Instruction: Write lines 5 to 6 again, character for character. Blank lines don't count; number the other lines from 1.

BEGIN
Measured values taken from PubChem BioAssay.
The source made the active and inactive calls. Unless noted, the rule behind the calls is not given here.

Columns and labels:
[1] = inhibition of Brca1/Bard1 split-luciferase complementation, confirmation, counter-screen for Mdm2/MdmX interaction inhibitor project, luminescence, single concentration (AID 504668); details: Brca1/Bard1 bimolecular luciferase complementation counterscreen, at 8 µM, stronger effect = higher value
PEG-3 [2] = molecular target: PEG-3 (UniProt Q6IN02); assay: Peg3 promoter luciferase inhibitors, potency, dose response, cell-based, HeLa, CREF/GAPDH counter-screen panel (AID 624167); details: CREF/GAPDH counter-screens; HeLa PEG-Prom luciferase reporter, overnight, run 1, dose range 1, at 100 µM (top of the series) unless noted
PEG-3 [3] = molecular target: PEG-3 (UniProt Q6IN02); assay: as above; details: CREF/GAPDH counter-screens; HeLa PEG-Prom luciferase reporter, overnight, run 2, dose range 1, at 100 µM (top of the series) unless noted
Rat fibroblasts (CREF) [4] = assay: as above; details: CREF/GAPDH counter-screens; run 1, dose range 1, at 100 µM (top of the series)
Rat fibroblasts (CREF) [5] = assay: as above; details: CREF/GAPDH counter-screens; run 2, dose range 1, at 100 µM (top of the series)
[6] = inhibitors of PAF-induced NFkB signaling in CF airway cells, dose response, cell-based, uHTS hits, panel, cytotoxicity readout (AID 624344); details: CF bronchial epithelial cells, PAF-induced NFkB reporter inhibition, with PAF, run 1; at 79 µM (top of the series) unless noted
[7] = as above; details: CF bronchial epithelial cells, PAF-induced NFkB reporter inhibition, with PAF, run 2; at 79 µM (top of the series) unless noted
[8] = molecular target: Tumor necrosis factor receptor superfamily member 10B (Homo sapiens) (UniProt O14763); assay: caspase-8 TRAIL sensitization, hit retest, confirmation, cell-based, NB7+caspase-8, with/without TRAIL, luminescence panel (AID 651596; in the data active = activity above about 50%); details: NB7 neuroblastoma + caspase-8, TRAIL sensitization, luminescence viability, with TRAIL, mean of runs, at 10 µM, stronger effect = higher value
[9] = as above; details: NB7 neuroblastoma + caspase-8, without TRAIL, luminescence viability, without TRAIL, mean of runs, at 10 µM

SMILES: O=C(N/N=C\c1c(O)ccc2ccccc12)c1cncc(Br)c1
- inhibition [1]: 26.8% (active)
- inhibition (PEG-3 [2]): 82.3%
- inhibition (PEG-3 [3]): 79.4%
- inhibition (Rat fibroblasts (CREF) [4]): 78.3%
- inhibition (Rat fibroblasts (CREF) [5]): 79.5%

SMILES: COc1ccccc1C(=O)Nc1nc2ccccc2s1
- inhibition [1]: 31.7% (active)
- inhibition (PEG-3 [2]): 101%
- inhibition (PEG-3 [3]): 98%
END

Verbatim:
PEG-3 [2] = molecular target: PEG-3 (UniProt Q6IN02); assay: Peg3 promoter luciferase inhibitors, potency, dose response, cell-based, HeLa, CREF/GAPDH counter-screen panel (AID 624167); details: CREF/GAPDH counter-screens; HeLa PEG-Prom luciferase reporter, overnight, run 1, dose range 1, at 100 µM (top of the series) unless noted
PEG-3 [3] = molecular target: PEG-3 (UniProt Q6IN02); assay: as above; details: CREF/GAPDH counter-screens; HeLa PEG-Prom luciferase reporter, overnight, run 2, dose range 1, at 100 µM (top of the series) unless noted